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So far, it appears the Beebe administration was worth waiting for.

Governor only a year and a half, Mike Beebe has reached goals that eluded his predecessors, spoken out on controversial issues when he could easily have remained silent, and maintained an amazingly high level of popularity through it all, even with people who didn't really expect to like him much. Somebody suggested he could be Governor for Life if the state constitution didn't impose a two-term limit.

These happy days were a long time getting here. As far back as 1987, when Beebe was a very junior state senator, the Arkansas Times asked “Is This the Next Bill Clinton?” and in all the election years since, followers of politics have discussed whether and when — most thought it a question of when — Mike Beebe would make his move for higher office.

As it turned out, Mike Beebe was most certainly not Bill Clinton in one regard. Clinton leapt up the political ladder as fast as he could go. Barely out of law school, he ran for Congress in a race his party didn't expect to win (and didn't) but in which he could gain political capital for later successful races (and did). He was attorney general at 30, the youngest governor in the nation, president at 46. Beebe was 60 when he took office last year, Arkansas's oldest first-term governor in 75 years.

Even after Clinton left the governor's office and made advancement possible for other Democrats, Beebe remained in the state Senate — a very prominent senator to people who knew state government, a man who made the Senate work, but still a state senator. Political junkies speculated that he lacked the famous fire in the belly successful politicians are supposed to possess, that he was afraid to face an opponent (he'd never had one, amazingly), that he'd used up all the potential a politician is allowed.

Perhaps, it was said, he's simply intimidated by Arkansas political history, which reflects that legislators who run for governor don't do well. Some of the thousands of votes that legislators cast are sure to be thrown back at them. And those unpopular votes may be all they're remembered for. Legislators are familiar to the media, the lobbyists and the hard-core fans of politics, but they are not well known to the general public, even if, like Beebe, they've also served a term as attorney general.

Beebe says now that it was other people, not him, who did most of the talking about his advancing to higher office. He might still be a senator today, he says, had not the voters imposed term limits in 1992.

 “I was content,” he says. “I had the best of both worlds. I had a real, satisfying job [as a highly successful lawyer], I was making money [in quantities perhaps especially gratifying to one who'd been a poor boy], but I also had a say in public policy. People talked to me about running for higher office, but I didn't fan the flames.” As a teen-ager, he'd thought about being a U.S. senator, and, like Clinton, he had a hero. The same one, in fact — John F. Kennedy. Pictures of President Kennedy adorn the governor's office.

“But as you grow older, your youthful ambition becomes tempered,” Beebe says, denying aspirations to higher office now. “I love where I am.”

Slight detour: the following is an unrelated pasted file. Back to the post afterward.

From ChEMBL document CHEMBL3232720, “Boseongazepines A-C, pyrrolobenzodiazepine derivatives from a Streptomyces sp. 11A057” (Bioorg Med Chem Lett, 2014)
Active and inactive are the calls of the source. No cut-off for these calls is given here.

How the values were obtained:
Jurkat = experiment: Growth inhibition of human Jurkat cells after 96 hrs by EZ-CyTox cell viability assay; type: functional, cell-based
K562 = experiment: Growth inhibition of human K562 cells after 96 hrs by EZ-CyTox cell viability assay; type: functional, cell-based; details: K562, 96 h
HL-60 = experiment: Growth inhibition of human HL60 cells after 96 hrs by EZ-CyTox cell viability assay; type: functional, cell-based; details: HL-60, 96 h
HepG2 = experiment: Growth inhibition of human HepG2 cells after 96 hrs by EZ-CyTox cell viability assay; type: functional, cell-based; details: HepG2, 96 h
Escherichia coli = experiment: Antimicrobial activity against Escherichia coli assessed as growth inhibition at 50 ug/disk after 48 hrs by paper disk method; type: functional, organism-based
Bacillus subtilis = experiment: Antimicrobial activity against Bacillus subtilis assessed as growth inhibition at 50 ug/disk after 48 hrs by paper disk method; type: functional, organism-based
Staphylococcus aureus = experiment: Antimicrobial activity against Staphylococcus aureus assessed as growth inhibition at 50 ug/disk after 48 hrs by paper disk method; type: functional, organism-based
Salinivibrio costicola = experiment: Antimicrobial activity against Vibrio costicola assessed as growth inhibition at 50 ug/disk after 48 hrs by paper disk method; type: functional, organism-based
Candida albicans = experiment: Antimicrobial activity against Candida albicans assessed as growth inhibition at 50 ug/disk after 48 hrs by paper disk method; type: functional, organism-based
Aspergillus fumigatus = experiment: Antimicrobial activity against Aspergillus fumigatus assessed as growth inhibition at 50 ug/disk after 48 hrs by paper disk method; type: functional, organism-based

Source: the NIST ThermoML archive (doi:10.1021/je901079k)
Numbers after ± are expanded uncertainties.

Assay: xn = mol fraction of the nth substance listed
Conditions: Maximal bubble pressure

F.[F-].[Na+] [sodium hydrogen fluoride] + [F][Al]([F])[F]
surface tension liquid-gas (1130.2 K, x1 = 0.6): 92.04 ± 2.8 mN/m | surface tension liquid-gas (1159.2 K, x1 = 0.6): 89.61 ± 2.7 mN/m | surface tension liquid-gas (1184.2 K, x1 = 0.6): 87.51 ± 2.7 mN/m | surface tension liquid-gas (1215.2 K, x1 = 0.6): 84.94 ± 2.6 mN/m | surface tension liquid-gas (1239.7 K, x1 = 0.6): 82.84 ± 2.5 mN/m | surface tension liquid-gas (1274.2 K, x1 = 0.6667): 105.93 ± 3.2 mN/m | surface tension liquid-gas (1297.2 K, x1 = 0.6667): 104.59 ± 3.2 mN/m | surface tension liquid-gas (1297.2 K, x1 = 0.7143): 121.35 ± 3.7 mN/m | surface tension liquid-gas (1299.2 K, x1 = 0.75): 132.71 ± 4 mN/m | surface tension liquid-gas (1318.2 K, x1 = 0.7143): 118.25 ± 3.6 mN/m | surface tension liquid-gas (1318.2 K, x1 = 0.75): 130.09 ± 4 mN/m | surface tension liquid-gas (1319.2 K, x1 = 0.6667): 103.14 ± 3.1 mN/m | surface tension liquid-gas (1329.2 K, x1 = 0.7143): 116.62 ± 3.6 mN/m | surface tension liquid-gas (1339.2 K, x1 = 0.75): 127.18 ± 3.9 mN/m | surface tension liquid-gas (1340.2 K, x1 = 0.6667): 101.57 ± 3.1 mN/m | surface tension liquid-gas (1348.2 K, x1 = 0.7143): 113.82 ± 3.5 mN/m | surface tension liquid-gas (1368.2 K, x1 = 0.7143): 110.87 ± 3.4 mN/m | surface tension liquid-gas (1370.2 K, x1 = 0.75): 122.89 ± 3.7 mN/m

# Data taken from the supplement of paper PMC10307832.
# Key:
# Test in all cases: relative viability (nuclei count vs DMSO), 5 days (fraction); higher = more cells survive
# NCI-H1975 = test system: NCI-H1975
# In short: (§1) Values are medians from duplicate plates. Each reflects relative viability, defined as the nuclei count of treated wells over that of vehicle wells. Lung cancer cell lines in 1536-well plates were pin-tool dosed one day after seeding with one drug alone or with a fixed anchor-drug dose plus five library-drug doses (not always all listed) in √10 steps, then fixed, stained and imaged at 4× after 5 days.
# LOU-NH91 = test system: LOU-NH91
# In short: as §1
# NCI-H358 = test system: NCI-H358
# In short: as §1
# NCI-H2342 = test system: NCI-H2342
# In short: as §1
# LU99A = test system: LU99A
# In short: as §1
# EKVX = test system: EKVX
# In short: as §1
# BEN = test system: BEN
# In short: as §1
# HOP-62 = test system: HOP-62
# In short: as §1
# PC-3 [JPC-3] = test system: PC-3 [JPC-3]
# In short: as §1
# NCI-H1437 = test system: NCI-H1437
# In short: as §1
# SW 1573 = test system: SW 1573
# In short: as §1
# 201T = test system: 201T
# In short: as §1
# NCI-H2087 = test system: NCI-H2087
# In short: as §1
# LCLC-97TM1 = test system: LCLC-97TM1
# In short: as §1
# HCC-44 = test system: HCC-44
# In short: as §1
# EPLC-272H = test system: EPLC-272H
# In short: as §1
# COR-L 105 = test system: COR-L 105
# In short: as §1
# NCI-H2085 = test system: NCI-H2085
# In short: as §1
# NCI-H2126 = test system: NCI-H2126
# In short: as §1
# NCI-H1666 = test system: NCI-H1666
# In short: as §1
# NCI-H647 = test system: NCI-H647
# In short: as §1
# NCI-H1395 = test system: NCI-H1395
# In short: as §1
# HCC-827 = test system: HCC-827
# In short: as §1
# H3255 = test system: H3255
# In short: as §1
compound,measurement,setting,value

The story of Beebe's impoverished childhood — born in a tarpaper shack, moving all over the country with his waitress mother, settling in Newport long enough to graduate from high school — was comprehensively told in the 2006 governor's race. With ambition, and assistance, young Beebe made it to Arkansas State University in Jonesboro and then to the University of Arkansas Law School at Fayetteville. He had a vague notion of becoming an FBI agent. While he was in law school, he got a summer job with a Searcy law firm. He liked the people in the office, he liked the town; after graduation, he joined the firm full time. This was a fateful decision.

The firm then known as Lightle and Tedder was a political law firm, of a sort found in many towns across Arkansas. The senior partner was Ed Lightle, who'd served a few terms in the state Senate before retiring undefeated. Cecil Tedder would soon be elected circuit judge. A young associate, Jim Hannah, would become a chancery judge, and later chief justice of the Arkansas Supreme Court.

Beebe won some big lawsuits right away, according to state Sen. John Paul Capps of Searcy, who was a state representative in those days and now holds the Senate seat that was Beebe's. The two men became close friends. “For about 16 years, we worked together on legislative issues and we never had a cross word,” Capps says. There's a crosstown expressway in Searcy called the Beebe-Capps Expressway.

Beebe says he didn't join the Lightle firm because of its political connections, but he made rather quick use of them nonetheless. An opening appeared on the Board of Trustees at ASU. With the controlled brashness he seems to have always had, Beebe saw no reason why a 25-year-old shouldn't fill it. Though the goal was appointment rather than election, Beebe's quest for a seat on the ASU Board of Trustees was his first real experience in politics, he says. He contacted everybody he knew that he thought could be helpful. Lightle helped, of course. So did Archie Schaffer, a Beebe acquaintance who was an assistant to Gov. Dale Bumpers, and related to the governor by marriage.